"Fight a duel with you! why, may I ask? You have never insulted me."
"A truce to pleasantry, sir; don't make me regret that I have shown myself more generous than you. I might have killed you just now had I wished. I could have put my pistol to your breast and fired, or said to you, 'Surrender at discretion!' as you so lately said to me."
"And what use would that have been?"
"It would have made a secret safe that you ought never to have known."
"It would have been the most unfortunate thing for you that could have happened, for if you had killed me the paper would have spoken. So! you think that if you were to assassinate me you would only have to stoop over my dead body and search my pockets, and, having found the incriminating document, destroy it. You seem to have formed no very high opinion of my intelligence and common sense. You of the upper classes don't need these qualities, the law is on, your side. But when a humble individual like myself, a mere nobody, undertakes to investigate a piece of business about which those in authority are not anxious to be enlightened, precautions are necessary. It's not enough for him to have right on his side, he must, in order to secure his own safety, make good use of his skill, courage, and knowledge. I have no desire to humiliate you a second time, so I will say no more. The paper is in the hands of my notary, and if a single day passes without his seeing me he has orders to break the seal and make the contents public. So you see chance is still on my side. But now that you are warned there is no need for me to bluster. I am quite prepared to acknowledge your superior rank, and if you insist upon it, to speak to you uncovered."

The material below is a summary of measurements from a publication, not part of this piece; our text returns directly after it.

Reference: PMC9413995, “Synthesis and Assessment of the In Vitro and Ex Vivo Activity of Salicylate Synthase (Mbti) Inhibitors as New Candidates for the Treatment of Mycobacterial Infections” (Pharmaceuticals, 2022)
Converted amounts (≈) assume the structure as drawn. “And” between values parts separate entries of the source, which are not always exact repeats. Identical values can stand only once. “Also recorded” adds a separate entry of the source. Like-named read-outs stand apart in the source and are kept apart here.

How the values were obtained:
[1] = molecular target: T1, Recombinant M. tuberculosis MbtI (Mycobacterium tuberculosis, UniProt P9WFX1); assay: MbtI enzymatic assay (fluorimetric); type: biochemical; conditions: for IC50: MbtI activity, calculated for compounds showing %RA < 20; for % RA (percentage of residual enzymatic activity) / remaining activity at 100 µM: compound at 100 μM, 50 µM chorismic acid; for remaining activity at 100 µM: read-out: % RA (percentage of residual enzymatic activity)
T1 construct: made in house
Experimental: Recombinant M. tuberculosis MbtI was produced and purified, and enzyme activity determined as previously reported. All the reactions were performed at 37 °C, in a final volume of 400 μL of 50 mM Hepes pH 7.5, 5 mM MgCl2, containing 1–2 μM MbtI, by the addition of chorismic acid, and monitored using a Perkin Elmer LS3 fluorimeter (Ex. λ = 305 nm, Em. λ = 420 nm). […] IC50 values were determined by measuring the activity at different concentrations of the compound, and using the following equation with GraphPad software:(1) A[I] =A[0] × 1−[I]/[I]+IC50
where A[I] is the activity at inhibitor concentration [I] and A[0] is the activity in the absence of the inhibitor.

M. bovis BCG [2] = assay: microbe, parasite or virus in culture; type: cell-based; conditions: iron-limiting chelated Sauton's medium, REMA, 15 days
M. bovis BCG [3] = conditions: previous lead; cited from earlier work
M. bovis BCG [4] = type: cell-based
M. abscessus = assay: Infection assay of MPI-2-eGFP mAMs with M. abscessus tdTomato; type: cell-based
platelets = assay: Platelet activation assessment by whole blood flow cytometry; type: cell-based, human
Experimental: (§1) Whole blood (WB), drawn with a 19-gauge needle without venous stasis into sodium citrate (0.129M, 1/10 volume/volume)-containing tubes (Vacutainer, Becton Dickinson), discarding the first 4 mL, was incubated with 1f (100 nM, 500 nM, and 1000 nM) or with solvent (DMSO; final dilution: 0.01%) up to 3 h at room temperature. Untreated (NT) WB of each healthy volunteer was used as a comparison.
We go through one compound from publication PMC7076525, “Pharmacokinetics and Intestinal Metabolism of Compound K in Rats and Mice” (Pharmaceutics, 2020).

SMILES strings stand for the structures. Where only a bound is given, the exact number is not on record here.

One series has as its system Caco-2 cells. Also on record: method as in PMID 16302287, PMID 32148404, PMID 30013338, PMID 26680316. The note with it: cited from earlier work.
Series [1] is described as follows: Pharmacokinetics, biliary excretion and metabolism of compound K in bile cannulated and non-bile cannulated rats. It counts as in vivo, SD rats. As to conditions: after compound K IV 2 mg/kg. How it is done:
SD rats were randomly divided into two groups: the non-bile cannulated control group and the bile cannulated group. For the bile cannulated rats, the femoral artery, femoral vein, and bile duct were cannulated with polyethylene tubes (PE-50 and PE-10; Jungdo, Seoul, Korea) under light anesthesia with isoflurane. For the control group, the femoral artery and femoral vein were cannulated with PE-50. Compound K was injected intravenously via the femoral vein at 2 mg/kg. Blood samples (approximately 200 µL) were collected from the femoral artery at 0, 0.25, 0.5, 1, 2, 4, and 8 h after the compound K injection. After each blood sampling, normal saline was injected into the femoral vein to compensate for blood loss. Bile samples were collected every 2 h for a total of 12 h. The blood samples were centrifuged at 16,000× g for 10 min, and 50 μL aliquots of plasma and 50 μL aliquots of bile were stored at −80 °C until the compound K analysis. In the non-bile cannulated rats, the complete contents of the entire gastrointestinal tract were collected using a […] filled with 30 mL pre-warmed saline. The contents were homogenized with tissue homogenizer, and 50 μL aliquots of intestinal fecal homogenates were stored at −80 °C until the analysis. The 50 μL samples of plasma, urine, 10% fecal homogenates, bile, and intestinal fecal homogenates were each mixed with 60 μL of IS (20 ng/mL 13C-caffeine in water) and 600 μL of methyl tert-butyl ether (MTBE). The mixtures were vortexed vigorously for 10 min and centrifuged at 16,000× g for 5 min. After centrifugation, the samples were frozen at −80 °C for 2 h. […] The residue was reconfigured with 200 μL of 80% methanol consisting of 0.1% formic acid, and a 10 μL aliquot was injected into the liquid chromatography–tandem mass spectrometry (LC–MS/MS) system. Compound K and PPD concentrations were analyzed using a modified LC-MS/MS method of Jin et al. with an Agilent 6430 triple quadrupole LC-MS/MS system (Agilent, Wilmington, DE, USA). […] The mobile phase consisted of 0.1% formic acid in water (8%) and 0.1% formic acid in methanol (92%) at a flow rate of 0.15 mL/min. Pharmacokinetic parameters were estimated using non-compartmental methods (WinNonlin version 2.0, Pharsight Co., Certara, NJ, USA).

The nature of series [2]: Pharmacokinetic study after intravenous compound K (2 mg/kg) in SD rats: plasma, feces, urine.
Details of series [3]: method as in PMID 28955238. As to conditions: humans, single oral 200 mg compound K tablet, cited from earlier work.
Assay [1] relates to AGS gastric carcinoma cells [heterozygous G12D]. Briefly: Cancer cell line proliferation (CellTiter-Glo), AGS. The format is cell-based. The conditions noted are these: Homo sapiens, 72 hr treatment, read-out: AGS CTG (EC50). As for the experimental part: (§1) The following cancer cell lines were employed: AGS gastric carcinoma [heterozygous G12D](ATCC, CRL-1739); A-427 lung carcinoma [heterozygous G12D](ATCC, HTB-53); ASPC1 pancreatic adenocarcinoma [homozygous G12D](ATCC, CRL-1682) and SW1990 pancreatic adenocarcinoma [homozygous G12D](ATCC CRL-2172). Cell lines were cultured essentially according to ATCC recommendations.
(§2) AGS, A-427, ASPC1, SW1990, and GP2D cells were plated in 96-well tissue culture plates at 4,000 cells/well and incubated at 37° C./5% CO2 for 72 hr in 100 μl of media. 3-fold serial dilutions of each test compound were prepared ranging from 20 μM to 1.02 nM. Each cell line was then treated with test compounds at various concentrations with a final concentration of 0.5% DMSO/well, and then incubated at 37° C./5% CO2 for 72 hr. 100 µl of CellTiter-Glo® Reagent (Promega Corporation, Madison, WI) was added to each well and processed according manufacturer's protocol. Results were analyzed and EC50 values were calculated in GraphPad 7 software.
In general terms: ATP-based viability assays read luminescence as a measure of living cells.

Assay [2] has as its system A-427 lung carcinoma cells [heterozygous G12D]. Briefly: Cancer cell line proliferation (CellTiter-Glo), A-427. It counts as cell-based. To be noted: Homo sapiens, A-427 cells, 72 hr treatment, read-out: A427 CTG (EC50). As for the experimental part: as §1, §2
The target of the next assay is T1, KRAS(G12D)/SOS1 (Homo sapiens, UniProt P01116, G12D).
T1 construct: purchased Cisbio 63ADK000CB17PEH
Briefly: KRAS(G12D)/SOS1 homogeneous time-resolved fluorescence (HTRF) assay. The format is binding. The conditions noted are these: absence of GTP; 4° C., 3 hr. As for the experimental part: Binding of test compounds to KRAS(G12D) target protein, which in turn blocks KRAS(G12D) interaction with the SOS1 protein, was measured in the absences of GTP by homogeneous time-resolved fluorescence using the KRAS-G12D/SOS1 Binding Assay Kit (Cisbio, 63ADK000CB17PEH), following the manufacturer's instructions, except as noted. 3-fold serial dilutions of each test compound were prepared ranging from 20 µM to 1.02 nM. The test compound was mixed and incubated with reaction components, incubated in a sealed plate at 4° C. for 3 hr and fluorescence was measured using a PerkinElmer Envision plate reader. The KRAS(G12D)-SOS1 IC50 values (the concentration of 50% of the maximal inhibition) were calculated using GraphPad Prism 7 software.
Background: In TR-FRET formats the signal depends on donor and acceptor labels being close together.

"What do you desire to know, sir?"
"How is the Chevalier de Moranges getting on?"
"Take care, commander; don't deceive me. One is so easily tempted to believe what one hopes, and I hope so strongly that I dare not believe what you say. I saw you coming out of the house, not at all with the air of a man who had just heard bad news, (quite the contrary: you looked at the sky, and rubbed your hands, and walked with a light, quick step, that did not speak of grief."